Being in breach of this law incurs fines of up to £20,000 while anything that might involve the endangerment of human lives can produce unlimited fines or imprisonment.
Breach of contract
Compliance Is often part of contractual agreements and failure to fulfill this aspect can result in a breach of contract. The consequences vary in severity and in worse case scenarios, can involve costly monetary damage to the offending party. Other consequences might involve a reformation of the contract by a court or termination of the contract.
Non-compliance can also hurt a business’ reputation and affect its ability to retain customers and further any other business relationships.
As it is becoming increasingly normalised for companies to carefully study the safety and track record of potential foreign business partners, it Is crucial for business decision-makers to perform their due diligence to avoid reputational damage brought on by non-compliance.
Revocation of licenses
Failing to comply with regulations and standards can lead to companies losing their license to operate in a foreign territory.
In the United States, for example, this can occur due to failure to pay property taxes, a change in the structure occupied for business purposes or if the business is conducted in a manner that is found to be a nuisance to the public’s health, safety and welfare.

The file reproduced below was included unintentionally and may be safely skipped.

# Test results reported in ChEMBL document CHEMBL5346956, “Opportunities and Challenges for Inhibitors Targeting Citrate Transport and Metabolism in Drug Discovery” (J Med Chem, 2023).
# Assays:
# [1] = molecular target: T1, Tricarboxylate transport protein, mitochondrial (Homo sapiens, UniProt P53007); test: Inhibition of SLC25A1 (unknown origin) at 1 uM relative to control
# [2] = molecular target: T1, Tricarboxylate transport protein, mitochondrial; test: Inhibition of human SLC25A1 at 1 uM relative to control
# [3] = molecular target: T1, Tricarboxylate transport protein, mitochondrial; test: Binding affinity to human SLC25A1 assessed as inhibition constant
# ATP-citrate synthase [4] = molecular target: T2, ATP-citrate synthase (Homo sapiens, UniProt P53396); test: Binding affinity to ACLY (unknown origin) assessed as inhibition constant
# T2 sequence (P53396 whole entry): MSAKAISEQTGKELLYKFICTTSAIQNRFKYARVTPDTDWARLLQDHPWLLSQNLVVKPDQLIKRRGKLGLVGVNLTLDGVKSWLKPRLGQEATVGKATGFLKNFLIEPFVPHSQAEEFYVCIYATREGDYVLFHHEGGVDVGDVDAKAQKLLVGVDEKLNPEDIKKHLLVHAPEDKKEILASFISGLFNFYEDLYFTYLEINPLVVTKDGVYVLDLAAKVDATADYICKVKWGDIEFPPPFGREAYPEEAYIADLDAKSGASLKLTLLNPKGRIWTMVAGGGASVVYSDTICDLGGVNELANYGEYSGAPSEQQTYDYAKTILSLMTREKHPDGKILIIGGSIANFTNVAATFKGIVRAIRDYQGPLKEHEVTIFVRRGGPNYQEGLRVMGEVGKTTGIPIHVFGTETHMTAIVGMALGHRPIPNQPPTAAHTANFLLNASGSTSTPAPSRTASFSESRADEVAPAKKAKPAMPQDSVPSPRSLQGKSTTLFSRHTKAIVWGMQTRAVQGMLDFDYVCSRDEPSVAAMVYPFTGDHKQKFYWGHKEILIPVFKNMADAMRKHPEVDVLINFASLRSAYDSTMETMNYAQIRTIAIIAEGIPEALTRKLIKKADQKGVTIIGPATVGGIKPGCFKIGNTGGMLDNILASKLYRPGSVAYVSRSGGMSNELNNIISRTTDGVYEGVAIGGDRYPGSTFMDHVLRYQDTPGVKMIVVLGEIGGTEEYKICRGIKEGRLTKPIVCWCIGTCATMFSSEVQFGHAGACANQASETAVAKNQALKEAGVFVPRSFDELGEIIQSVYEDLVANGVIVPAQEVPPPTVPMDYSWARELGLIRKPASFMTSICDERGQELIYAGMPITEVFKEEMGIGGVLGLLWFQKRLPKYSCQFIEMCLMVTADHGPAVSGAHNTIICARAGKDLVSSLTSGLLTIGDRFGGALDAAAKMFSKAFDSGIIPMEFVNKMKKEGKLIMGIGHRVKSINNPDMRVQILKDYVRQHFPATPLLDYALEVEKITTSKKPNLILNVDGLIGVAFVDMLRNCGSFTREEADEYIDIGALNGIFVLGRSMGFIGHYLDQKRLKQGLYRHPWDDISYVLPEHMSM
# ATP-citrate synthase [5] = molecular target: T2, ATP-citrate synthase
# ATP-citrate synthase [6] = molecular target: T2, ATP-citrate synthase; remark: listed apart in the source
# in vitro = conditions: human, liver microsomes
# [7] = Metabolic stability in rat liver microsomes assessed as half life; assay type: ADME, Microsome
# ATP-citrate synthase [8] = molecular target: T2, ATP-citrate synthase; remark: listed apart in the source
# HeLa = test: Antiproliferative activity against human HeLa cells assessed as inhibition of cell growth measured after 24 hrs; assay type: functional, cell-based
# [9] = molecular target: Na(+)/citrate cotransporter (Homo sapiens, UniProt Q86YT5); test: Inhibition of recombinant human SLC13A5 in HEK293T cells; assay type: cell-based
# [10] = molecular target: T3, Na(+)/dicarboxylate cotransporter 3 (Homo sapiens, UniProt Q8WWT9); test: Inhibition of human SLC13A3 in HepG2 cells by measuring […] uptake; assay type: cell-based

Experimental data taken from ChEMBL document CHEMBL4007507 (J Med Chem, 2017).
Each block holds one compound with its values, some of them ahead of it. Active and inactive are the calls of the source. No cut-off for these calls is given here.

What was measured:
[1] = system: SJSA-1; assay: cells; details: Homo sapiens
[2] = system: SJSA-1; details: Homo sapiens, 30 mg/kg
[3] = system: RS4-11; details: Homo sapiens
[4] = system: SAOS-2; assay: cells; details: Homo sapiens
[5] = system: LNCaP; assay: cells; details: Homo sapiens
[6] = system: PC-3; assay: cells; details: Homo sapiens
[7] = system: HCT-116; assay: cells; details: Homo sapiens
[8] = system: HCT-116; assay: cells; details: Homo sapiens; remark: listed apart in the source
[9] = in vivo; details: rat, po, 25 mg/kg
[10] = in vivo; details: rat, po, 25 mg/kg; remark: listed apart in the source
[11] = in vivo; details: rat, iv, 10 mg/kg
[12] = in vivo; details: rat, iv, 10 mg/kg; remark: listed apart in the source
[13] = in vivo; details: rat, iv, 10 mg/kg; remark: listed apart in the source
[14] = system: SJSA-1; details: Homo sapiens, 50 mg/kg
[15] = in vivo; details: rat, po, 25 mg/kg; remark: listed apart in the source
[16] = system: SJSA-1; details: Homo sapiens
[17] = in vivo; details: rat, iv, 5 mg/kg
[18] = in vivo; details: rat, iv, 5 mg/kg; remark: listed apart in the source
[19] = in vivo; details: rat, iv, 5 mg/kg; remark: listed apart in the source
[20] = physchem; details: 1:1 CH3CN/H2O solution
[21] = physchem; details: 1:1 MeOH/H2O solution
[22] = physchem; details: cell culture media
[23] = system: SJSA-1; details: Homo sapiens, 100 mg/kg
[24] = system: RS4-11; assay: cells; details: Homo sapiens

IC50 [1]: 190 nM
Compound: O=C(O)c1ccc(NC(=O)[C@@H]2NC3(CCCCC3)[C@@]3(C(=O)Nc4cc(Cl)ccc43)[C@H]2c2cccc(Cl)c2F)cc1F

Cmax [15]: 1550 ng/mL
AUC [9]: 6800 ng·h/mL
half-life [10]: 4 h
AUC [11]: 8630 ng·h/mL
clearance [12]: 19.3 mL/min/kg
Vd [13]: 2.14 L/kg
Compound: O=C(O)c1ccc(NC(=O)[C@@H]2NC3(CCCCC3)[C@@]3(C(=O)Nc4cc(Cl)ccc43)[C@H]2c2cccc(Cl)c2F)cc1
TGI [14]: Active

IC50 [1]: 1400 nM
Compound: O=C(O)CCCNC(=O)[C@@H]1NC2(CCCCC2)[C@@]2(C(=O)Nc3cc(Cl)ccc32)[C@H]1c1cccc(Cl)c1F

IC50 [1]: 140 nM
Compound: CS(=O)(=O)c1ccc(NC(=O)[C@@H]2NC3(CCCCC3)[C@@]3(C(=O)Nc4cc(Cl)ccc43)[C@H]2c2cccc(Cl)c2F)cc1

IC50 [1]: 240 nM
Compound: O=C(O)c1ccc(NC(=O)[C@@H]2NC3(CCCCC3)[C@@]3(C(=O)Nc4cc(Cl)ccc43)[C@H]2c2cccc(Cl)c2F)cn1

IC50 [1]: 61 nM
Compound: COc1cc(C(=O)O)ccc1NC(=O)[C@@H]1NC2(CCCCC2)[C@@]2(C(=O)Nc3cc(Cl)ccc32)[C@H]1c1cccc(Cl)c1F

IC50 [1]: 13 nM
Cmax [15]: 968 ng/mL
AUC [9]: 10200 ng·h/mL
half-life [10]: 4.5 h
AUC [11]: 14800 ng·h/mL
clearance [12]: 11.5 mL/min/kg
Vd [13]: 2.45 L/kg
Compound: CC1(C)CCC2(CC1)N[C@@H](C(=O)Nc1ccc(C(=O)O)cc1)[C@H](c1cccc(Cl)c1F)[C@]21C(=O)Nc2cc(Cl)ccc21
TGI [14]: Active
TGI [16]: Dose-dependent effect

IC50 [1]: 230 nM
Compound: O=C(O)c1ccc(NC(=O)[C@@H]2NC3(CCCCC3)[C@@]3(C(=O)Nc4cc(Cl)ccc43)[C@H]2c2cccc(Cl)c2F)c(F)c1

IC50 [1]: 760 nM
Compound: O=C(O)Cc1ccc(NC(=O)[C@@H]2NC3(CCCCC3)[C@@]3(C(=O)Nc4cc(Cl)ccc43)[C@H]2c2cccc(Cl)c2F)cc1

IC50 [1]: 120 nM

How to create an effective global compliance program
Due to the evolving nature of regulatory systems, compliance management can be a complex topic that requires unfaltering attention to detail. This is further intensified within the context of global compliance when different jurisdictions have various and sometimes opposing approaches to regulatory standards.
While there is no one-size-fits-all solution to managing global compliance, there are existing standards and principles that can be applied to ensure its accuracy.
Enforce transparent communication of compliance procedures
Multinational organisations often come with various internal structures. These can differ between departments all the way up to offices in different locales. From regulation to cultural practices, these situations can cause breakdowns in communication and business leaders must do what it takes to ensure that compliance practices and messages are communicated effectively.